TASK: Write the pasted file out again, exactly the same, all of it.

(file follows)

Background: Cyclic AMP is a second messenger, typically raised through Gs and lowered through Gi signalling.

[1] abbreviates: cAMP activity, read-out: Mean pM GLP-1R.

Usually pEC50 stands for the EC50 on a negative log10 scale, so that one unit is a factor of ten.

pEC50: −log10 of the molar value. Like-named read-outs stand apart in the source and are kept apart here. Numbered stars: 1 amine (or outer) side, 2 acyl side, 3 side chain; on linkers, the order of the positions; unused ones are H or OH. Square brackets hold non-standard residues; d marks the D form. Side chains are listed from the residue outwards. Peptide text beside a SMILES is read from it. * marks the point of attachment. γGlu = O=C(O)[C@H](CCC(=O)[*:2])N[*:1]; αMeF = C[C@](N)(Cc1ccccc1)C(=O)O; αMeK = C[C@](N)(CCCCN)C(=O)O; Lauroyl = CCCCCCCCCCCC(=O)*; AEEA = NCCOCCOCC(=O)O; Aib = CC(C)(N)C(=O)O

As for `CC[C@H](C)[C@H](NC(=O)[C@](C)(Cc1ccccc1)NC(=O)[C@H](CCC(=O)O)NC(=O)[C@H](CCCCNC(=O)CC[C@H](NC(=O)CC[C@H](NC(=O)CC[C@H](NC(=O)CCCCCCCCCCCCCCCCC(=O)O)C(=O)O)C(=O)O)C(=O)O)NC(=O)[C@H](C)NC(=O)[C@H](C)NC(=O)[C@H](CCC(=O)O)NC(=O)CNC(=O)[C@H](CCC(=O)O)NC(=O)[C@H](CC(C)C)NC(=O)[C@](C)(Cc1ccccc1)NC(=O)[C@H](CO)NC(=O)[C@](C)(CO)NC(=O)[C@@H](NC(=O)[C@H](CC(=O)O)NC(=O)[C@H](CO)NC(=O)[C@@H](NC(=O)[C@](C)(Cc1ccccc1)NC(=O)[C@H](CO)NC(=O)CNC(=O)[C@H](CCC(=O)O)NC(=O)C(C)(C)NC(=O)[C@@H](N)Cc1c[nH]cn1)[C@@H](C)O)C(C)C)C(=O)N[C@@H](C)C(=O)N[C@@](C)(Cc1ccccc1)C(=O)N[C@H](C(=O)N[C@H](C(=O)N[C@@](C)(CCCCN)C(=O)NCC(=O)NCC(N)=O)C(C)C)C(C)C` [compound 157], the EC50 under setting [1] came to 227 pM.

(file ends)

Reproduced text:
Background: Cyclic AMP is a second messenger, typically raised through Gs and lowered through Gi signalling.

[1] abbreviates: cAMP activity, read-out: Mean pM GLP-1R.

Usually pEC50 stands for the EC50 on a negative log10 scale, so that one unit is a factor of ten.

pEC50: −log10 of the molar value. Like-named read-outs stand apart in the source and are kept apart here. Numbered stars: 1 amine (or outer) side, 2 acyl side, 3 side chain; on linkers, the order of the positions; unused ones are H or OH. Square brackets hold non-standard residues; d marks the D form. Side chains are listed from the residue outwards. Peptide text beside a SMILES is read from it. * marks the point of attachment. γGlu = O=C(O)[C@H](CCC(=O)[*:2])N[*:1]; αMeF = C[C@](N)(Cc1ccccc1)C(=O)O; αMeK = C[C@](N)(CCCCN)C(=O)O; Lauroyl = CCCCCCCCCCCC(=O)*; AEEA = NCCOCCOCC(=O)O; Aib = CC(C)(N)C(=O)O

As for `CC[C@H](C)[C@H](NC(=O)[C@](C)(Cc1ccccc1)NC(=O)[C@H](CCC(=O)O)NC(=O)[C@H](CCCCNC(=O)CC[C@H](NC(=O)CC[C@H](NC(=O)CC[C@H](NC(=O)CCCCCCCCCCCCCCCCC(=O)O)C(=O)O)C(=O)O)C(=O)O)NC(=O)[C@H](C)NC(=O)[C@H](C)NC(=O)[C@H](CCC(=O)O)NC(=O)CNC(=O)[C@H](CCC(=O)O)NC(=O)[C@H](CC(C)C)NC(=O)[C@](C)(Cc1ccccc1)NC(=O)[C@H](CO)NC(=O)[C@](C)(CO)NC(=O)[C@@H](NC(=O)[C@H](CC(=O)O)NC(=O)[C@H](CO)NC(=O)[C@@H](NC(=O)[C@](C)(Cc1ccccc1)NC(=O)[C@H](CO)NC(=O)CNC(=O)[C@H](CCC(=O)O)NC(=O)C(C)(C)NC(=O)[C@@H](N)Cc1c[nH]cn1)[C@@H](C)O)C(C)C)C(=O)N[C@@H](C)C(=O)N[C@@](C)(Cc1ccccc1)C(=O)N[C@H](C(=O)N[C@H](C(=O)N[C@@](C)(CCCCN)C(=O)NCC(=O)NCC(N)=O)C(C)C)C(C)C` [compound 157], the EC50 under setting [1] came to 227 pM.